Meanwhile, Fieldfisher recorded a significant upsurge in profit for the financial year 2015/16, and management at the firm benefited, with the members of the firm’s executive committee and supervisory board taking home £9.75m collectively, up from £7.9m the year before.

A spokesperson for the firm said: ‘The firm’s management team has increased in order to better manage the growth in the size of the business. However, when it comes to remuneration, we have a very fair structure which rewards the firm’s highest performers – whether members of management or not.’

The year’s figure of profit before members’ remuneration is £51.3m, about 20% up on 2014/15’s sum of £43.1m. Increase in profits has coincided with a general growth of the business, as the firm has broadened its number of total staff. The figure for 2015/2016 of 597 fee earners and support staff is a marginal increase over the year before’s 559. As a result, Fieldfisher’s total staff costs have risen by approximately £3m, from £33.3m to £36m.

At the top of the company, the highest paid member pocketed £1.2m over the course of the year, however this was a slight decline on last year’s figure of £1.24m. According to the accounts, the firm also slashed its bank overdraft to £1.1m from £5.8m. Despite the downturn in earnings at the top of the pyramid, Fieldfisher has bolstered the number of partners since 2015. There are now 152 members, in comparison to 2015’s 137.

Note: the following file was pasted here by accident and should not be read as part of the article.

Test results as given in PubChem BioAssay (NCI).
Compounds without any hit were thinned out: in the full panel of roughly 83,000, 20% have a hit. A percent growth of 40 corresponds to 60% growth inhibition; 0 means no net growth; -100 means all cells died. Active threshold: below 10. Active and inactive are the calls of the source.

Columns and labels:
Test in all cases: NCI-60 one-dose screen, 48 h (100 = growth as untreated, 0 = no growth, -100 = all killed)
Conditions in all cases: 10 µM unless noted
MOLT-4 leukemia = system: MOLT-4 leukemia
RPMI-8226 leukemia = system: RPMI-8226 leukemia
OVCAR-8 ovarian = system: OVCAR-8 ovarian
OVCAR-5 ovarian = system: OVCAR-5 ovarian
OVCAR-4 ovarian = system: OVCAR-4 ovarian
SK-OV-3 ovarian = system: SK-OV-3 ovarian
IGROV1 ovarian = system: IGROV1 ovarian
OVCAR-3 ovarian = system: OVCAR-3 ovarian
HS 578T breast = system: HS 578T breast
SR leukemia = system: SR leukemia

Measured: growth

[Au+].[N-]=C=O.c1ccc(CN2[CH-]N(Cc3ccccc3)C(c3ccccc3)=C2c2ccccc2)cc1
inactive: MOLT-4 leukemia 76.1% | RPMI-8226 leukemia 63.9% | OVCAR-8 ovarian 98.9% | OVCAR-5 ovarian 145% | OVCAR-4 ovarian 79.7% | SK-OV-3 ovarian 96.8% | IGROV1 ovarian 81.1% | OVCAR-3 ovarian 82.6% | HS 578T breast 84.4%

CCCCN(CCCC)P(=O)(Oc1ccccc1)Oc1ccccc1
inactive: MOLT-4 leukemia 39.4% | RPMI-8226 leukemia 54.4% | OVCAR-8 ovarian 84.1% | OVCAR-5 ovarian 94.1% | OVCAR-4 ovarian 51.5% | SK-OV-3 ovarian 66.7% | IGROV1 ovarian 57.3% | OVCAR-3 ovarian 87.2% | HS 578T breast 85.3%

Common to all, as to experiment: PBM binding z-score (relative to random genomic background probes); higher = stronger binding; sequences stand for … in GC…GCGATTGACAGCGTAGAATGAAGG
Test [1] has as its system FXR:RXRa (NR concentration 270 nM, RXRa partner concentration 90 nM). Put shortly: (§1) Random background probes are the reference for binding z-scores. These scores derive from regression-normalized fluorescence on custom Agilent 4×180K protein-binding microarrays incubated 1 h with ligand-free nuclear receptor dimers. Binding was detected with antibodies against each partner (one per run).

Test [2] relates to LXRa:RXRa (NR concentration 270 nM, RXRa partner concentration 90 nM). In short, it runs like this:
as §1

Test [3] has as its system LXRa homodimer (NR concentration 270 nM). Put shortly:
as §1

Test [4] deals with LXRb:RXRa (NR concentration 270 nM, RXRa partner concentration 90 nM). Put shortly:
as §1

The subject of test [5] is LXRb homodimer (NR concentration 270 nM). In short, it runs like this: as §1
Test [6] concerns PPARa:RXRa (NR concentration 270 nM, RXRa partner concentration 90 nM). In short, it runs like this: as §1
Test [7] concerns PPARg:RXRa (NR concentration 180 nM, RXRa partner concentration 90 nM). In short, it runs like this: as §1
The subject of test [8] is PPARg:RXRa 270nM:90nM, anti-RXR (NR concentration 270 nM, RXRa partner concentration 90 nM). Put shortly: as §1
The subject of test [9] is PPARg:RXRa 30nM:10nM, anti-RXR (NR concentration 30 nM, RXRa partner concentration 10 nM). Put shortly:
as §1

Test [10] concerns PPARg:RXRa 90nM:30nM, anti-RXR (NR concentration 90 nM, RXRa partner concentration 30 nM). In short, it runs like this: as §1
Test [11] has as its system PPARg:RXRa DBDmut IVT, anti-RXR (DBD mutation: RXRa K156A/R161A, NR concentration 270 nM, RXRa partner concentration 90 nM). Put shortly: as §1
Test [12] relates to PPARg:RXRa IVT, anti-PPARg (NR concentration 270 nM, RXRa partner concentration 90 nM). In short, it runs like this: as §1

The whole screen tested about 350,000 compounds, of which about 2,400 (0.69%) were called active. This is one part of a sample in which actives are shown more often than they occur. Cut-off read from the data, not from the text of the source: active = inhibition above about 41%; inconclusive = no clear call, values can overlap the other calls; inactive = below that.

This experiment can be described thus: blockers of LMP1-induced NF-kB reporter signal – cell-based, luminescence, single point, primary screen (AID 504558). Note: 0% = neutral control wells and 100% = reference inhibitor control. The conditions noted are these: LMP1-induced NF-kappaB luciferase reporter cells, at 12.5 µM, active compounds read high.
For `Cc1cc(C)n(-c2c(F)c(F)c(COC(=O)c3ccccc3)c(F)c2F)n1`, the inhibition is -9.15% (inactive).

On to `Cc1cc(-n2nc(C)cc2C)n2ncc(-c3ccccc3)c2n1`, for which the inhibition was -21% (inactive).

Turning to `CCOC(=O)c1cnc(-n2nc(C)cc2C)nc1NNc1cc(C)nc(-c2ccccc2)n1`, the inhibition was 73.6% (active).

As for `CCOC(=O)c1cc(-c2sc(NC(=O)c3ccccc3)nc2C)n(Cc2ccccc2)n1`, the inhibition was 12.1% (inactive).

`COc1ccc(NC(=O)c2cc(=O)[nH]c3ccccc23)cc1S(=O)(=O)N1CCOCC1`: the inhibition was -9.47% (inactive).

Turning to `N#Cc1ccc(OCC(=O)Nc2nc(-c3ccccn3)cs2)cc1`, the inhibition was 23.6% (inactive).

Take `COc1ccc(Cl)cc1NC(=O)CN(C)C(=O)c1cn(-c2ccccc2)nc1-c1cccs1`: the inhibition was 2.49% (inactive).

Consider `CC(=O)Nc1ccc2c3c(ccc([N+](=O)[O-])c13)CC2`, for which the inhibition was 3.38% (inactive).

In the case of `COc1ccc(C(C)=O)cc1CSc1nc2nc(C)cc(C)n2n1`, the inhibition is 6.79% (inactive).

Legal Business

‘A major business hub’: HFW enters the US with Houston acquisition


Holman Fenwick Willan (HFW) is to gain a US presence by taking over Houston law firm Legge, Farrow, Kimmitt, McGrath & Brown.

The eight partner litigation firm will join HFW’s 151 partners on January 3. Legge Farrow services energy, marine, insurance, financial, manufacturing, hospitality, health, construction and technology industries and has clients such as BP, AIG and Zurich.

The new Houston office will bring HFW’s office count to 15, adding to its offering across Asia, Australia, the Middle East, Europe and South America. HFW’s accounts for the 2015/16 financial year showed that the UK generates more than half its revenue, or about £70m.

The firm has been steadily bulking up its offering over the past two years, hiring Herbert Smith Freehills solicitor advocate and partner Christopher Foster in July. HFW also took on Reed Smith corporate partners Giles Beale and James Wilson in December last year, Stephen Marais from rival Ince & Co and energy partners Alexander Reid and Jonathan Martin, who joined from Baker Botts and Fasken Martineau respectively.

HFW’s turnover was up by 3% to £141.3m in 2015/16, having risen 27% since 2011. The London headquartered firm posted a 7% increase in profits per equity partner (PEP) to £501,000.